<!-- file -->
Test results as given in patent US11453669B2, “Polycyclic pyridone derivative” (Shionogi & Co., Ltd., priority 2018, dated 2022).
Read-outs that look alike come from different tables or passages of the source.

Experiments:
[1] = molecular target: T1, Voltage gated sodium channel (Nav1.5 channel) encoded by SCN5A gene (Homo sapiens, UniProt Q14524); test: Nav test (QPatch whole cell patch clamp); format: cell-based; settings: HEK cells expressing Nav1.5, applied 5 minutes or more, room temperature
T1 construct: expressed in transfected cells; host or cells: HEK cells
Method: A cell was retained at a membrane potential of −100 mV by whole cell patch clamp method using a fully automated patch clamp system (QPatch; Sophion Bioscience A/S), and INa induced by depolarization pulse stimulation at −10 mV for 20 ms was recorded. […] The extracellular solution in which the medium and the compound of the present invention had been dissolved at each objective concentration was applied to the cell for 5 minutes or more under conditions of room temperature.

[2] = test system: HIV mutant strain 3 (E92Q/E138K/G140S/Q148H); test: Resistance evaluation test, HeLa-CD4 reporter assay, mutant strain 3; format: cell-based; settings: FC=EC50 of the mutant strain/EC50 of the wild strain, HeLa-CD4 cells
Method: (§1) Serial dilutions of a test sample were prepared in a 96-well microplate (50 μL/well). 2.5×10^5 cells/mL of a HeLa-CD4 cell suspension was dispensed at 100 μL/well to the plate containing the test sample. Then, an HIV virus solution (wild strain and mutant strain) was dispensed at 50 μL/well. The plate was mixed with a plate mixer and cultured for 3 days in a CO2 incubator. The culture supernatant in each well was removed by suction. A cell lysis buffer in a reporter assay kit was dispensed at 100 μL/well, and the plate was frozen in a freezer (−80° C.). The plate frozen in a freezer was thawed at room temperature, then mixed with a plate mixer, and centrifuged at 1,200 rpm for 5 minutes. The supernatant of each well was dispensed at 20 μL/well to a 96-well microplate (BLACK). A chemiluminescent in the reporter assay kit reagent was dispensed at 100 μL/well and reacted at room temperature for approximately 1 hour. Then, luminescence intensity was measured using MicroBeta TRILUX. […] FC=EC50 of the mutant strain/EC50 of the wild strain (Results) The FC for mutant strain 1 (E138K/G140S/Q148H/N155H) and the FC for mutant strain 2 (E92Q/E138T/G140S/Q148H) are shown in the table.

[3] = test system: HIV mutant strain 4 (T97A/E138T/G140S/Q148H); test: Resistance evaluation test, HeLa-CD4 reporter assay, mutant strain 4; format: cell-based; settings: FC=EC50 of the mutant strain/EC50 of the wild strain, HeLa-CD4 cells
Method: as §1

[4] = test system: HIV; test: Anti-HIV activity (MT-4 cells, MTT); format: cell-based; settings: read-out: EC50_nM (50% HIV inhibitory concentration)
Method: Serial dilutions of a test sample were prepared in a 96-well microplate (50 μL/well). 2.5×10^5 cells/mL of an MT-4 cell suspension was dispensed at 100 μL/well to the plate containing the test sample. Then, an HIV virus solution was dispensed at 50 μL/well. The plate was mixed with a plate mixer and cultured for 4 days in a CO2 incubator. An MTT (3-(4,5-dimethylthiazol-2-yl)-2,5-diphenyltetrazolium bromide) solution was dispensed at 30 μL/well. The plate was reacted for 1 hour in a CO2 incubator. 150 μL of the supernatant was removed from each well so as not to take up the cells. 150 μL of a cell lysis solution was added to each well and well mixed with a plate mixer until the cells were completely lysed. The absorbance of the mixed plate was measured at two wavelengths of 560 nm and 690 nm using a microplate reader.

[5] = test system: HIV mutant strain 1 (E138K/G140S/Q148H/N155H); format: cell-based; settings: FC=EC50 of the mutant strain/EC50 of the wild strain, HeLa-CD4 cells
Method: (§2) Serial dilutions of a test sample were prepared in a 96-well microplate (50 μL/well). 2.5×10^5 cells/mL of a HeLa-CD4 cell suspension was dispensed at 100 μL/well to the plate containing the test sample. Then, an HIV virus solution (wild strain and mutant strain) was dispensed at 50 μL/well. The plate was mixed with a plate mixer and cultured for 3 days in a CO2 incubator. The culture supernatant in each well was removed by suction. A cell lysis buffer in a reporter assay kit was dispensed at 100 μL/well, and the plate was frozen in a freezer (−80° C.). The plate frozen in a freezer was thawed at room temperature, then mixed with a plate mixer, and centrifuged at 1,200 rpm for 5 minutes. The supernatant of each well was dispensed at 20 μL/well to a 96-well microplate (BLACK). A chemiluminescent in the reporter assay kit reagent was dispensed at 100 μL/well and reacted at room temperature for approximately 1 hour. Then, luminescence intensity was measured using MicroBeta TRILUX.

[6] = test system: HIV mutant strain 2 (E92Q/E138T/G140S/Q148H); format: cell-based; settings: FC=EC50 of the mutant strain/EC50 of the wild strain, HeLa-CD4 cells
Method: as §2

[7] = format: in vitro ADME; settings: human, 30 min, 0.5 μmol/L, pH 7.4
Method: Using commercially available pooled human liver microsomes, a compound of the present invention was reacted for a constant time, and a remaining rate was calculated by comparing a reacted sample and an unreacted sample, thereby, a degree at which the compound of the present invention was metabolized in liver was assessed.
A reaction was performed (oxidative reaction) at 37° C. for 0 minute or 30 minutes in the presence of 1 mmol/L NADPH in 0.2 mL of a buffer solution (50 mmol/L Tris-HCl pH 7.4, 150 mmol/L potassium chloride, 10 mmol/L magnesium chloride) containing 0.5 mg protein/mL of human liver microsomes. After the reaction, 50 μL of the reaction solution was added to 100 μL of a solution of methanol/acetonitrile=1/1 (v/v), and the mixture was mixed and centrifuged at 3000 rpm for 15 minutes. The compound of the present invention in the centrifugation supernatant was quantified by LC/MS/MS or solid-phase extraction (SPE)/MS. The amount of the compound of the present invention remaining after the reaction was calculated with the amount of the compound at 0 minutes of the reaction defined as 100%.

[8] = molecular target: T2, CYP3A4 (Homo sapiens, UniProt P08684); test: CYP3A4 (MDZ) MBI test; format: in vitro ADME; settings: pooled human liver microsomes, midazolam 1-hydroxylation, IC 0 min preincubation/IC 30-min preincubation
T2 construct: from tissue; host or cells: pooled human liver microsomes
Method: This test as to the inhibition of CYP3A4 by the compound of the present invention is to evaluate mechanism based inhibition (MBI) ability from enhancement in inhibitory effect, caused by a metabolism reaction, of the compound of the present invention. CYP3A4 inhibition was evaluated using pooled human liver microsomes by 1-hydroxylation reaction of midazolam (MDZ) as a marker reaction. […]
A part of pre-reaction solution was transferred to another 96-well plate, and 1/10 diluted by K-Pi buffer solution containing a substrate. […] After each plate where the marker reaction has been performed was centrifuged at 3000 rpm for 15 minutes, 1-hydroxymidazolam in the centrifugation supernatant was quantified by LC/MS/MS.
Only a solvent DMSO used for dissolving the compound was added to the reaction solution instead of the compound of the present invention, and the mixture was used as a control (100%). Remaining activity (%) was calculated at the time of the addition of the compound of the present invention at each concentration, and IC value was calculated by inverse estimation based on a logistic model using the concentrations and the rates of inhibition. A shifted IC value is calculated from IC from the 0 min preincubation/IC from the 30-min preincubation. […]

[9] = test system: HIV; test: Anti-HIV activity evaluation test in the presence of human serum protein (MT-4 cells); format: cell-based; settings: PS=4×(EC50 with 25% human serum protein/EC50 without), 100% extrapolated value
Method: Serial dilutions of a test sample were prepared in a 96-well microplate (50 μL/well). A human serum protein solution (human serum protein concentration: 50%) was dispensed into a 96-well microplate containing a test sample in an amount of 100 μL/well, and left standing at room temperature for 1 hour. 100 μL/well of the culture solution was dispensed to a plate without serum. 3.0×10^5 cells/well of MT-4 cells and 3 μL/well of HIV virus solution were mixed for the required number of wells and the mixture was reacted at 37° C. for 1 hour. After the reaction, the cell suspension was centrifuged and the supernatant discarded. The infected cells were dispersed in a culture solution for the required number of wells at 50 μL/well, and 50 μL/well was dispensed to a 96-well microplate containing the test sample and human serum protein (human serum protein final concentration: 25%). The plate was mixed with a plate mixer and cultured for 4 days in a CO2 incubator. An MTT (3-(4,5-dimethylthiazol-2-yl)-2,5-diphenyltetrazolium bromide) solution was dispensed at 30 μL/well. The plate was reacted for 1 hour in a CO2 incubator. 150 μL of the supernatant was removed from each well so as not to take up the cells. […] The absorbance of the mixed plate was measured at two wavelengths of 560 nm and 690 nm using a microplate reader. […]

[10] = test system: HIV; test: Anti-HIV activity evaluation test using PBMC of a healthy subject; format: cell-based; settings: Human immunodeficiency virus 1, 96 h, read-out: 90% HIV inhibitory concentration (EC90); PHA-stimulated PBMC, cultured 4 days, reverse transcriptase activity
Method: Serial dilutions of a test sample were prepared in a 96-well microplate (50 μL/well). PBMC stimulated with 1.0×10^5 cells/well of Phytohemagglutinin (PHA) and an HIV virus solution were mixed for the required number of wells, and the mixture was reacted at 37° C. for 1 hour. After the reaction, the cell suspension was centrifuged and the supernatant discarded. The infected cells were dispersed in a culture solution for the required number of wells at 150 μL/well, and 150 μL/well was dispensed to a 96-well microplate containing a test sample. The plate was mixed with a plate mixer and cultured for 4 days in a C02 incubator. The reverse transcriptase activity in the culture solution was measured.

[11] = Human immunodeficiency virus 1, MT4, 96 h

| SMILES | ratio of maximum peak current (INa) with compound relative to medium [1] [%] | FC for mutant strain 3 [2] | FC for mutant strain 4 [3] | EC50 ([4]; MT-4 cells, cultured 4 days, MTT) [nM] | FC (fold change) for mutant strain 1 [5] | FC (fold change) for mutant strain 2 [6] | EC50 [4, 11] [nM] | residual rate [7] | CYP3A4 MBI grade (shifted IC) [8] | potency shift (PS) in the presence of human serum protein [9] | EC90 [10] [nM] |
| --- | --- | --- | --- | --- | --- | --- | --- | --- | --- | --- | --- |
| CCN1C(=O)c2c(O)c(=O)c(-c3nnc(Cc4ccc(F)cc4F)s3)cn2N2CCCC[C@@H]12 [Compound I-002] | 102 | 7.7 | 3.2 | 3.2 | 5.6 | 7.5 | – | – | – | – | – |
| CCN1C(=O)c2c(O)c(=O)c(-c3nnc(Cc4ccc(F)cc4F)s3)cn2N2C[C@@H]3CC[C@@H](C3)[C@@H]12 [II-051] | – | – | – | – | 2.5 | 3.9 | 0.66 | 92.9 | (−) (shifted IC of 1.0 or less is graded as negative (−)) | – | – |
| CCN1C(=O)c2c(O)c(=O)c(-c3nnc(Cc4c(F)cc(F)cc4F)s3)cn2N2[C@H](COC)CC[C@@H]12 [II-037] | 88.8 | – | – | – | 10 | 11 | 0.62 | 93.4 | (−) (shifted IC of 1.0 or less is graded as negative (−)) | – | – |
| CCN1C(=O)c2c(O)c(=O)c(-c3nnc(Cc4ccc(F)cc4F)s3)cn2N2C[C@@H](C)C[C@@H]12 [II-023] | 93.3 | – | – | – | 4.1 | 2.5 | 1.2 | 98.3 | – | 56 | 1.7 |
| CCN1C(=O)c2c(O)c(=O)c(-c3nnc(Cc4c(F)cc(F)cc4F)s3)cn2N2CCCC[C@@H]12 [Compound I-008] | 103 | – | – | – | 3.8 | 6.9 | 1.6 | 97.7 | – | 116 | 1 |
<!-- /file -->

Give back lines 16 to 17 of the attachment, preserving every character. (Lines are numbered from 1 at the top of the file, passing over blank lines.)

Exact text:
Method: as §2

[7] = format: in vitro ADME; settings: human, 30 min, 0.5 μmol/L, pH 7.4